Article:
General News of Tuesday, 25 February 2014
A Deputy Information and Media Relations Minister, Felix Kwakye-Ofosu, has given the assurance that the President’s state of the nation address on Tuesday will paint an accurate picture of the gains the government has made and the challenges it is currently facing.
President John Mahama is scheduled to deliver his second state of the nation address on February 25 in Parliament in accordance with the 1992 constitution.
In an interview on Eyewitness News on Monday, Mr. Kwakye-Ofosu indicated that since discussions about the economy have become topical in recent times, “it will not be out of place for the President to touch on measures that will ensure that they address concerns to the economy and also adopt a paradigm shift that will enable us weather the storm of perennial over reliance on imports.”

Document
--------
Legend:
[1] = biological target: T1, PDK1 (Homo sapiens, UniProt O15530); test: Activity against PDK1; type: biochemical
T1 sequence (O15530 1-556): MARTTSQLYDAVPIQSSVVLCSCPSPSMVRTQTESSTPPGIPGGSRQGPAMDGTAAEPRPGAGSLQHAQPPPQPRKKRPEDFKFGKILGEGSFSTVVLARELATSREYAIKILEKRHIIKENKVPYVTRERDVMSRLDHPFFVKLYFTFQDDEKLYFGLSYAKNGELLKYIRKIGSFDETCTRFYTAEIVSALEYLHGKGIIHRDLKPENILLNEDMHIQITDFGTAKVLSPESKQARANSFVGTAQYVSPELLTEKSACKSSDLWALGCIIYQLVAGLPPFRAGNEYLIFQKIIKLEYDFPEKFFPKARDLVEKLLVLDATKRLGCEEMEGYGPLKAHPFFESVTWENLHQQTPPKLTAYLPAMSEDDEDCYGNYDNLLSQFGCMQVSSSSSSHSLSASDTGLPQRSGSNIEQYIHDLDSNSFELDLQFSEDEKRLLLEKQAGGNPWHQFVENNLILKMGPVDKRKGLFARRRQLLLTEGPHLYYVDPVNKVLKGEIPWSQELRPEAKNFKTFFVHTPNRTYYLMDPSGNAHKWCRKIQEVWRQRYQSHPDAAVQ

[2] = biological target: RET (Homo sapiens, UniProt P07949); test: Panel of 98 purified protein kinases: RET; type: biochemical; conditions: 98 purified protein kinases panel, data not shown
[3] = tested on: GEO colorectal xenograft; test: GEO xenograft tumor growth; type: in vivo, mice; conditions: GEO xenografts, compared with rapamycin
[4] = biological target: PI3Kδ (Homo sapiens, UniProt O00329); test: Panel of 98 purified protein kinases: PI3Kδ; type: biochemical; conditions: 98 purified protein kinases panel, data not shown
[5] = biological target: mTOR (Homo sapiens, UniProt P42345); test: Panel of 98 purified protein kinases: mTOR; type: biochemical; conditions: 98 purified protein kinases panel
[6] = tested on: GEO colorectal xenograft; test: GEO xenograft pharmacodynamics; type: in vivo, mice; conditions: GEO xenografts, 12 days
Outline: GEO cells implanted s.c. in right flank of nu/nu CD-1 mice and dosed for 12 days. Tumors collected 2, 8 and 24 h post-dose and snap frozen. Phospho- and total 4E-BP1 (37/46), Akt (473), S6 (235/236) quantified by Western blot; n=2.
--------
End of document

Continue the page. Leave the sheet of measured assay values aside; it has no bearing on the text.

He also hinted that the President is likely to talk on the energy and water crisis being experienced in the country while progress in the educational, health and agricultural sectors will also be addressed.
The Deputy Information Minister maintained that within the past year, “very concrete successes have been achieved in several sectors of our national life and the President may give an account of that.”
According to him, President Mahama shares in the concerns Ghanaians have been expressing in recent times regarding the state of affairs in the country, but it will in no way “prevent him from making a case for what has been done over the last 12 months.”
Meanwhile, the Majority Leader in Parliament, Osei Kyei Mensah Bonsu, urged the President to be truthful to Ghanaians and recount the exact state of the nation while prescribing the potent measures the government is taking to address the situation.
He stated that he is expecting the president will acknowledge the fact that he needs the help of all and sundry to help solve the current economic crisis saying, “I am expecting the President to create a platform for consensus building, to bring all brains on board, let’s recognize that no single political party in such [a] situation may be able to help us through or act alone.”
Mr. Mensah Bonsu was, however, quick to add that for the government to get help and assistance, it will depend “on the demeanor of the person presenting the statement, depending on the content.”